Under Surveillance: Does Global Positioning System (GPS) Monitoring of Offenders Really Work and What Does the Dynamic Risk Assessment Offender Re-Entry (DRAOR) Really Tell Us?
Appropriate supervision and risk assessments are critical in offender management, but require effective tools and accurate risk assessments to guide decisions and interventions appropriately. This research sought to investigate the effectiveness of Global Positioning System (GPS) monitoring in preventing re-offending, whilst considering the impact of GPS monitoring on the offender’s psychological and emotional wellbeing. The second aim was to evaluate the utility of the Dynamic Risk Assessment Offender Re-entry (DRAOR) in predicting future re-offending and examining whether such predictions were different in a matched sample of GPS monitored offenders (n = 220) versus non-GPS monitored (n =219) over a 24-month follow-up period. All participants were male offenders released from prison within New Zealand. The results showed statistically significant differences for ‘non-violent’ and ‘violent’ re-offending rates, with GPS monitoring being associated with lower rates of recidivism. The findings demonstrated that the DRAOR may be better at predicting violent and general recidivism, rather than technical violations and overall re-offending in this sample. There was no evidence of increased psychological distress in those men subject to GPS monitoring. The DRAOR’s utility in predicting re-offending came primarily from the Stable scale, demonstrating the highest predictive accuracy for re-offending when compared to the Acute and Protective scales. The final assessment predicted re-offending better than the initial assessment. The amount of change on the DRAOR scores was dependent on the individual’s re-offence status, in that the scores had decreased more substantially for those who did not re-offend compared to those who did, demonstrating the value in monitoring risk. However, the DRAOR’s utility in predicting future re-offending was essentially identical across GPS and non-GPS monitored groups.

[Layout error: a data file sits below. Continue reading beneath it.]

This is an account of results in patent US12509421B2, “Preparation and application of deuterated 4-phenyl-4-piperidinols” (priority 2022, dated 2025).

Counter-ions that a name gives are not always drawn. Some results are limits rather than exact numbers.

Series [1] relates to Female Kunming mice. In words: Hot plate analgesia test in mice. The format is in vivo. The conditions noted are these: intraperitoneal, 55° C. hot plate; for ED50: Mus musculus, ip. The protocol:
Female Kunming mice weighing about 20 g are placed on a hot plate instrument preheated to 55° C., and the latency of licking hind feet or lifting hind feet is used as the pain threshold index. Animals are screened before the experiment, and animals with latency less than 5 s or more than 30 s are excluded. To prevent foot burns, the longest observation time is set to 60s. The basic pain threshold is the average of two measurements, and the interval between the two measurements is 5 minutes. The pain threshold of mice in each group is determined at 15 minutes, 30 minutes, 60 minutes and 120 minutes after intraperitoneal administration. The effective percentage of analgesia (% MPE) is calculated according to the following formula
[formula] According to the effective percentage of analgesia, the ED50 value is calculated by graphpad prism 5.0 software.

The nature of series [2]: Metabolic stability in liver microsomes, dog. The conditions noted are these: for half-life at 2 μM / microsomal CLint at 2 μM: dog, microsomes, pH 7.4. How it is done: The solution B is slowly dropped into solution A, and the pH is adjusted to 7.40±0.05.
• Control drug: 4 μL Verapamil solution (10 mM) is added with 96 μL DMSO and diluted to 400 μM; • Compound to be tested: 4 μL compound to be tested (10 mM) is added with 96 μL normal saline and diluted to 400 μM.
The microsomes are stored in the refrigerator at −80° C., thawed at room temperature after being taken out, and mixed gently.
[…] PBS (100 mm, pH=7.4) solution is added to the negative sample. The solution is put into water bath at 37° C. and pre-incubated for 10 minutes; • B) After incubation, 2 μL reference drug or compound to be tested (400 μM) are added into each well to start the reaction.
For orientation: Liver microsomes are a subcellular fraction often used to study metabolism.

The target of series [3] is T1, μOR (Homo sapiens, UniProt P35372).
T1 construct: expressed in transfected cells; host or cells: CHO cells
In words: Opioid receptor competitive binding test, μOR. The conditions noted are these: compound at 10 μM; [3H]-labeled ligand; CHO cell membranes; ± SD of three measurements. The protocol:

Advisor: Sellbom, Martin; Gilmore, Fairleigh
Degree Name: Master of Arts
Degree Discipline: Psychology
Publisher: University of Otago
Keywords: Electronic Monitoring; GPS; Offenders; DRAOR; Risk Assessments; New Zealand
Research Type: Thesis